Author: Elizabeth Andoh
Publisher: Ten Speed Press
Release Date: 2012-02-28
The celebration of Japan’s vegan and vegetarian traditions begins with kansha—appreciation—an expression of gratitude for nature’s gifts and the efforts and ingenuity of those who transform nature’s bounty into marvelous food. The spirit of kansha, deeply rooted in Buddhist philosophy and practice, encourages all cooks to prepare nutritionally sound and aesthetically satisfying meals that avoid waste, conserve energy, and preserve our natural resources. In these pages, with kansha as credo, Japan culinary authority Elizabeth Andoh offers more than 100 carefully crafted vegan recipes. She has culled classics from shōjin ryōri, or Buddhist temple cuisine (Creamy Sesame Pudding, Glazed Eel Look-Alike); gathered essentials of macrobiotic cooking (Toasted Hand-Pressed Brown Rice with Hijiki, Robust Miso); selected dishes rooted in history (Skillet-Scrambled Tofu with Leafy Greens, Pungent Pickles); and included inventive modern fare (Eggplant Sushi, Tōfu-Tōfu Burgers). Andoh invites you to practice kansha in your own cooking, and she delights in demonstrating how “nothing goes to waste in the kansha kitchen.” In one especially satisfying example, she transforms each part of a single daikon—from the tapered tip to the tuft of greens, including the peels that most cooks would simply compost—into an array of wholesome, flavorful dishes. Decades of living immersed in Japanese culture and years of culinary training have given Andoh a unique platform from which to teach. She shares her deep knowledge of the cuisine in the two-part A Guide to the Kansha Kitchen. In the first section, she explains basic cutting techniques, cooking methods, and equipment that will help you enhance flavor, eliminate waste, and speed meal preparation. In the second, Andoh demystifies ingredients that are staples in Japanese pantries, but may be new to you; they will boost your kitchen repertoire—vegan or omnivore—to new heights. Stunning images by award-winning photographer Leigh Beisch complete Kansha, a pioneering volume sure to inspire as it instructs. From the Hardcover edition.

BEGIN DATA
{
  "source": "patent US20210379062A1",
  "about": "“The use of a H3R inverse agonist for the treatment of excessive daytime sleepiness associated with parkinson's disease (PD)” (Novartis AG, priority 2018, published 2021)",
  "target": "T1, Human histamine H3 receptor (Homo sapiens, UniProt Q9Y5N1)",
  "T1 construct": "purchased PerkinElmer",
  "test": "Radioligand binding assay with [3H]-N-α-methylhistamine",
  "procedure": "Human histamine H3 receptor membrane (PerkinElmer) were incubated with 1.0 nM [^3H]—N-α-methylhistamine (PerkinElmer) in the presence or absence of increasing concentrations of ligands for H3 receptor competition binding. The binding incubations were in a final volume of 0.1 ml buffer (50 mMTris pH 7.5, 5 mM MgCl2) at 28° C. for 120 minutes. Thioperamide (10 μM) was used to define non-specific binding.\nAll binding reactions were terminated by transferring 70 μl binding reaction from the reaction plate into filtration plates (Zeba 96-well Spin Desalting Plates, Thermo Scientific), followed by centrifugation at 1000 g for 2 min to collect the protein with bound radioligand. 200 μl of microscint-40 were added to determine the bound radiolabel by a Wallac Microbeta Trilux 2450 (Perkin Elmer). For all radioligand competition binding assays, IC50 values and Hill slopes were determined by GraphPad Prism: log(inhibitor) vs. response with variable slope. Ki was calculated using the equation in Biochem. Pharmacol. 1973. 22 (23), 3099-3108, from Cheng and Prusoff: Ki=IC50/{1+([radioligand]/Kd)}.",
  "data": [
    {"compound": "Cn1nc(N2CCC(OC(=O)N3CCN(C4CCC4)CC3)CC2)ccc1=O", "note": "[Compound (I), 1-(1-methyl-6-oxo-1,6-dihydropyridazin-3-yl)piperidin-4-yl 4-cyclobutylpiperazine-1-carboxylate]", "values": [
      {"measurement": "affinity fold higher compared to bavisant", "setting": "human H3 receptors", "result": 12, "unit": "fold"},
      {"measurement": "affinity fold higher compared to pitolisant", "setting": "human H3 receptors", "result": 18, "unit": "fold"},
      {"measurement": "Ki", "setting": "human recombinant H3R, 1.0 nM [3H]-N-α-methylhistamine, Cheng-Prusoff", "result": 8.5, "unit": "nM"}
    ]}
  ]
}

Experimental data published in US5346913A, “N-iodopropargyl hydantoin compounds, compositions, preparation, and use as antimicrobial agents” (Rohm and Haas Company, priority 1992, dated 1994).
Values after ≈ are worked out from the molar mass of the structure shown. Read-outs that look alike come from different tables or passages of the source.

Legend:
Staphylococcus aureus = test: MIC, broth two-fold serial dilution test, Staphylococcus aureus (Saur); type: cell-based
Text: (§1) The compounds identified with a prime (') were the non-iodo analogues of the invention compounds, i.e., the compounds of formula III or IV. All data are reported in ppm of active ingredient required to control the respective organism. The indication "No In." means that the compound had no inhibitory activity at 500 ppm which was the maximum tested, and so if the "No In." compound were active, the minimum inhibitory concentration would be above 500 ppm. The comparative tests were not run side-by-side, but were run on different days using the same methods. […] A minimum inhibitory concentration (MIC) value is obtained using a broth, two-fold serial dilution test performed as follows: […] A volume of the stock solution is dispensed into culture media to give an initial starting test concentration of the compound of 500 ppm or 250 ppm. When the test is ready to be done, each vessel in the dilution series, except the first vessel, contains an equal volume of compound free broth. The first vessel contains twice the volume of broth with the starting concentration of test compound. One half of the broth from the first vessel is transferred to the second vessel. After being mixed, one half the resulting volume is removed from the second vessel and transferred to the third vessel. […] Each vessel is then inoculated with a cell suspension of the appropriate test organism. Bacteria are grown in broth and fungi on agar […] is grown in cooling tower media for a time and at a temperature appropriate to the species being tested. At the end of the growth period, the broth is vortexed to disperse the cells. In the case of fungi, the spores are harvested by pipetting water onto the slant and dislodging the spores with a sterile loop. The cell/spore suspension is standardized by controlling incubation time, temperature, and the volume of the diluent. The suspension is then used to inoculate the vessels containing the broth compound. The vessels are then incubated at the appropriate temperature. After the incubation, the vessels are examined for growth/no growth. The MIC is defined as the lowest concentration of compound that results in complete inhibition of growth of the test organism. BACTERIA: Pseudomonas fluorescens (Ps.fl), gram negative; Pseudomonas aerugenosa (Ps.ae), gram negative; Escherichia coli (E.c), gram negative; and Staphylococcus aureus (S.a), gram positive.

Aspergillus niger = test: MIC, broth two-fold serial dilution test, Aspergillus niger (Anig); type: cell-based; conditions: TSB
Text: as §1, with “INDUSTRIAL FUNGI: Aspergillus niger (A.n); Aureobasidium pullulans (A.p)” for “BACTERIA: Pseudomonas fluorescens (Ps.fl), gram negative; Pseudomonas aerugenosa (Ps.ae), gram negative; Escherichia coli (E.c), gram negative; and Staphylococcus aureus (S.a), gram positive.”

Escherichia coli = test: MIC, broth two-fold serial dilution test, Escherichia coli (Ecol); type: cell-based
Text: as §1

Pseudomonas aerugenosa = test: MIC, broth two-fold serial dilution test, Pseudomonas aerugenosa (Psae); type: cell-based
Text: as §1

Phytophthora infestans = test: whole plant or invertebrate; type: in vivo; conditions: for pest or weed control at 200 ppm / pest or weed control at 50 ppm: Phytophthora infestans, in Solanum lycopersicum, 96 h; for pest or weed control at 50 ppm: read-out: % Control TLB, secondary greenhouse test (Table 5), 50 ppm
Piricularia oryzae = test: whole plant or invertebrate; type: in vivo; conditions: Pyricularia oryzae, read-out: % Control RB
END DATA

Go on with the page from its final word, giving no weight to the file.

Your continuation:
Author: Jonathan Futrell
Publisher: Quadrillion Pub
Release Date: 1999-09-01
Genre: Social Science